Mining is how we end up destroying a lot of greater things.
Big Creek has a really boring name. It is really hard to get to. You really have to want to get there, and even then the issue of your arrival at Big Creek is not assured. If you make it there and didn't forget your rod and reel and barbless hooks, you will likely find out just how special it really is.
The East Fork of the South Fork of the Salmon River had to have been named by a lawyer who had previously gone mad writing property descriptions. It's a terrible (imagine Charles Barkley saying turrible) name. It has gold, yep, golden colored chinook salmon return to it each year. They swim the gauntlet, commercial and sport fishermen in the ocean, the lower Columbia, the middle Columbia (those dams), the lower Snake (those turrible dams), the Salmon River and just as they see a bunch of anglers lining up on the shores of the South Fork of the Salmon River they get a break and take a left up the East Fork of the South Fork of the Salmon River. The arduous journey doesn't end quite yet. They've got to get past Yellow Pine!!! The harmonicas, the summer residents singing karaoke at the Corner Bar, it's quite the gauntlet already.
And both of these streams are threatened by gold. That shiny, incredible metal mankind can never seem to get enough of, which means it's going to be worth a lot as long as we don't have enough.
Midas Gold, a Canadian company with a local board, wants to put a little less than a mile of the East Fork of the South Fork of the Salmon River into a pipe for several years while they mine the gold out of the former stream bed. The salmon are going to be so confused. They're going to think they are in the Holland Tunnel and about to land in the town the so nice they named it twice or the town on the other side of the tunnel named Jersey City. Either way, they are going to be confused to say the least. They'll be questioning if they are Pacific salmon (New York City being on the Atlantic Ocean for the geographically challenged). OK, OK none of that is true except the part about Midas Gold and the river in a pipe, which means salmon will be in a pipe. There are those who say why not put them in a pipe? They climb ladders, they ride in barges, they ride in trucks, some used to ride in airplanes, who needs a current or a spawning ground for that matter? We can just club the females in the head and cut them open for their eggs while we squeeze the males over a bucket full of eggs. You know, the way nature intended. So, pipe, big deal. Well, it is a big deal, a really big and bad deal for salmon and anything else swimming in the river around Midas Gold's holdings. Plus they would make a big earthen dam to hold back their tailings and all their leeching liquids and that's not a problem in a mountainous area that has seen huge mudslides, debris flows and what have you over the past seven years (just to point to the recent ones). So there is a concern here about how resource extraction is threatening salmonids.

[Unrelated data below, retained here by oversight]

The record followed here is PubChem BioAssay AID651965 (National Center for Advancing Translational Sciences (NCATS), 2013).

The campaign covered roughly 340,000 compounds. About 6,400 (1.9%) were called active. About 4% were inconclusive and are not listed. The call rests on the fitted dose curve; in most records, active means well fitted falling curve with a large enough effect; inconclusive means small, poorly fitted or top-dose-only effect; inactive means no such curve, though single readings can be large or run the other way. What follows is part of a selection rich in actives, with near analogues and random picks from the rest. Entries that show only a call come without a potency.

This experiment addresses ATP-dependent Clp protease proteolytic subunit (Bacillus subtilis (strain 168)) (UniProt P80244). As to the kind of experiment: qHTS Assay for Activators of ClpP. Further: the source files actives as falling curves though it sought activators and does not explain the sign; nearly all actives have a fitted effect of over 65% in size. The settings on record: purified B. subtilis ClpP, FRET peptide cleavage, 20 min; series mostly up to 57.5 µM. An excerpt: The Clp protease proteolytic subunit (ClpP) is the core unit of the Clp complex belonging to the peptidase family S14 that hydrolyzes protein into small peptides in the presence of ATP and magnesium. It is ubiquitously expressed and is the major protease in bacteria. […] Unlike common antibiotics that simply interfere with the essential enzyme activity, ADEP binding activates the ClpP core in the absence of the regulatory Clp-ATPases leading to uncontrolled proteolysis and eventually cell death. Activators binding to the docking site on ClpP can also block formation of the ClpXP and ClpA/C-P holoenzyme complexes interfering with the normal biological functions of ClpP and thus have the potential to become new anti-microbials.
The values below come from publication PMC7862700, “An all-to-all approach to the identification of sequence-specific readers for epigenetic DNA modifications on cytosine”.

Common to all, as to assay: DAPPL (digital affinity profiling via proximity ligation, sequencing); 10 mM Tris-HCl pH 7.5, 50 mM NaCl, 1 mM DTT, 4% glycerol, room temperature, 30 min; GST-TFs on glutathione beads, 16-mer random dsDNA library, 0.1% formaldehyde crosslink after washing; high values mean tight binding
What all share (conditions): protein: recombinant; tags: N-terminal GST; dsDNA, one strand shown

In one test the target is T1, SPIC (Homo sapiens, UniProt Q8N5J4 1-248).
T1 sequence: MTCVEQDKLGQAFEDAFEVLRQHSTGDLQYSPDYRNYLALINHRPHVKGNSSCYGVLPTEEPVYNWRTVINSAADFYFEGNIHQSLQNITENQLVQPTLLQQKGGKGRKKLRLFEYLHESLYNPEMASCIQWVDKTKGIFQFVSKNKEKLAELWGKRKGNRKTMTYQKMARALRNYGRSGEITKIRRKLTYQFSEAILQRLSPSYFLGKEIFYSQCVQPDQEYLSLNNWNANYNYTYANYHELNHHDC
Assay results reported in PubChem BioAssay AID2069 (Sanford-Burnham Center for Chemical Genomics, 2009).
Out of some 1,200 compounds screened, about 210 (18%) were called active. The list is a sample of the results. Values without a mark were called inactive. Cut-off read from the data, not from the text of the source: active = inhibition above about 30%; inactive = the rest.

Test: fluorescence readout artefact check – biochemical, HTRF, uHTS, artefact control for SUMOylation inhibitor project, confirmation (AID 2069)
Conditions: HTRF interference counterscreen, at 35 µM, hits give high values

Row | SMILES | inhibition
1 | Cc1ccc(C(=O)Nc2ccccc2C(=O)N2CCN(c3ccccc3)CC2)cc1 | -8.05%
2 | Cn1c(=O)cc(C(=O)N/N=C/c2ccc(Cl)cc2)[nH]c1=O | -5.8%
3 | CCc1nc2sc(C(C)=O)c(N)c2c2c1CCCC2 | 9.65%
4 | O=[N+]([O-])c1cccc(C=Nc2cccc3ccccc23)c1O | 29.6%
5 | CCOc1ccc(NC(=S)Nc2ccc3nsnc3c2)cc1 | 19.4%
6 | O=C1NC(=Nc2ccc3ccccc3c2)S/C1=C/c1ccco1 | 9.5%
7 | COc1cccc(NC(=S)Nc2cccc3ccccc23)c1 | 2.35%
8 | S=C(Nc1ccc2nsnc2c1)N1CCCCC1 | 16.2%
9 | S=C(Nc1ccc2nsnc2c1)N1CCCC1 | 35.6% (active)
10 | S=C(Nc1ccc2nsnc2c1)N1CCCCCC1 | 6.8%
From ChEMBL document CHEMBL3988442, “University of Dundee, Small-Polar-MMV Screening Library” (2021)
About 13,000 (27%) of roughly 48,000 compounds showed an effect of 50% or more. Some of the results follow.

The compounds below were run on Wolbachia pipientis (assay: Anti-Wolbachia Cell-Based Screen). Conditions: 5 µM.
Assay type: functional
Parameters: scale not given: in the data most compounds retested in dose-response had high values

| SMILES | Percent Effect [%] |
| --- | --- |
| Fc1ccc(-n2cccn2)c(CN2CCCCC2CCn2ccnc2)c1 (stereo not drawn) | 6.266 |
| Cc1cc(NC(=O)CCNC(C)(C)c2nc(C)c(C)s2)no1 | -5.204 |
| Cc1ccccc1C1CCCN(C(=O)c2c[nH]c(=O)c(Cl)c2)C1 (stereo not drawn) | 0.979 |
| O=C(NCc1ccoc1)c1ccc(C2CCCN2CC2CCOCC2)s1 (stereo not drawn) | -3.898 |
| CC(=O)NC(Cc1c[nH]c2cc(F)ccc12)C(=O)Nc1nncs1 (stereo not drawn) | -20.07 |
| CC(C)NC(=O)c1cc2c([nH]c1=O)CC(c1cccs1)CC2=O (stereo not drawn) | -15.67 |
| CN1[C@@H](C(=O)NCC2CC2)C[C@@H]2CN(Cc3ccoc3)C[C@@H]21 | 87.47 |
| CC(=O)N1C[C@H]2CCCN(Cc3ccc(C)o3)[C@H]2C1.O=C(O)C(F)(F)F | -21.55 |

I don't know how much you know about mankind's efficiencies and how much we've improved upon them in the name of profit. We are currently efficient enough at fishing to deplete the oceans completely, should we be allowed to. In mining, there are new efficiencies, just like if you were alive in the 1970s and remember those commercials about shale oil with Bob Hope. A couple of things happened that have made the USA self-sufficient in oil production due to efficiencies and market forces. The price of oil went from really cheap to astronomically high, thereby making hydraulic fracturing a viable option for the domestic oil industry and thus we have lived through a boom in the fracking oil bitness. The fan's about to get something all over it due to falling prices and the need to stay in the fracking biz long enough to mitigate those infrastructure investments. Well, it's funny, but in things like gold mining, back in the day, white miners would leave a boom town when their ability to carve out a life from mining gold and silver when their efficiencies were no longer there. Then, typically, Chinese miners came in and got what gold they could get out of the tailings and abandoned claims and then typically these boom towns turned into ghost towns.